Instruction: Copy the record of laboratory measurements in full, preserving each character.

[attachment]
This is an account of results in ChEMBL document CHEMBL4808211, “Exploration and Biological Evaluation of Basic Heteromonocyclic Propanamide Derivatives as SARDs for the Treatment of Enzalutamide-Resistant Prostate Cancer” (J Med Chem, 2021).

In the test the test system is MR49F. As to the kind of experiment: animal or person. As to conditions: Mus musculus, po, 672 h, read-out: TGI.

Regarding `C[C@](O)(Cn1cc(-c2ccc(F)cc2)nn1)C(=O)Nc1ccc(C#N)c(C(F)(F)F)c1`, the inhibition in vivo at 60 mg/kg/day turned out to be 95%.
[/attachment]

This is an account of results in ChEMBL document CHEMBL4808211, “Exploration and Biological Evaluation of Basic Heteromonocyclic Propanamide Derivatives as SARDs for the Treatment of Enzalutamide-Resistant Prostate Cancer” (J Med Chem, 2021).

In the test the test system is MR49F. As to the kind of experiment: animal or person. As to conditions: Mus musculus, po, 672 h, read-out: TGI.

Regarding `C[C@](O)(Cn1cc(-c2ccc(F)cc2)nn1)C(=O)Nc1ccc(C#N)c(C(F)(F)F)c1`, the inhibition in vivo at 60 mg/kg/day turned out to be 95%.